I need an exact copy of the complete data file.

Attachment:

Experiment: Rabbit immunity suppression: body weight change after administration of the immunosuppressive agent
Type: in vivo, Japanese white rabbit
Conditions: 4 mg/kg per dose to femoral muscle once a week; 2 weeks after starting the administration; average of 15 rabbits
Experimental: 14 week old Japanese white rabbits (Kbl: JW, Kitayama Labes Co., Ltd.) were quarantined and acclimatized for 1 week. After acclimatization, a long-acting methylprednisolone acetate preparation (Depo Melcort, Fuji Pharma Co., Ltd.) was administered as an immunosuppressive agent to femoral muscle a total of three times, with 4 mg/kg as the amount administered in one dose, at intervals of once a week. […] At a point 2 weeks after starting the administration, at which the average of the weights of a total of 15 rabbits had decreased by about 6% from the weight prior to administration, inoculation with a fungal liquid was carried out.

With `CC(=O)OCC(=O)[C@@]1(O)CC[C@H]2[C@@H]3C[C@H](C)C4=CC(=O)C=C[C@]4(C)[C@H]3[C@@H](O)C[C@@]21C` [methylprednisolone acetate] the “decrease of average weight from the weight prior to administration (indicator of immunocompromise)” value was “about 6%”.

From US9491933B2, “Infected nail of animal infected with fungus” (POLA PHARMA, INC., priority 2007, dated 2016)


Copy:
Experiment: Rabbit immunity suppression: body weight change after administration of the immunosuppressive agent
Type: in vivo, Japanese white rabbit
Conditions: 4 mg/kg per dose to femoral muscle once a week; 2 weeks after starting the administration; average of 15 rabbits
Experimental: 14 week old Japanese white rabbits (Kbl: JW, Kitayama Labes Co., Ltd.) were quarantined and acclimatized for 1 week. After acclimatization, a long-acting methylprednisolone acetate preparation (Depo Melcort, Fuji Pharma Co., Ltd.) was administered as an immunosuppressive agent to femoral muscle a total of three times, with 4 mg/kg as the amount administered in one dose, at intervals of once a week. […] At a point 2 weeks after starting the administration, at which the average of the weights of a total of 15 rabbits had decreased by about 6% from the weight prior to administration, inoculation with a fungal liquid was carried out.

With `CC(=O)OCC(=O)[C@@]1(O)CC[C@H]2[C@@H]3C[C@H](C)C4=CC(=O)C=C[C@]4(C)[C@H]3[C@@H](O)C[C@@]21C` [methylprednisolone acetate] the “decrease of average weight from the weight prior to administration (indicator of immunocompromise)” value was “about 6%”.

From US9491933B2, “Infected nail of animal infected with fungus” (POLA PHARMA, INC., priority 2007, dated 2016)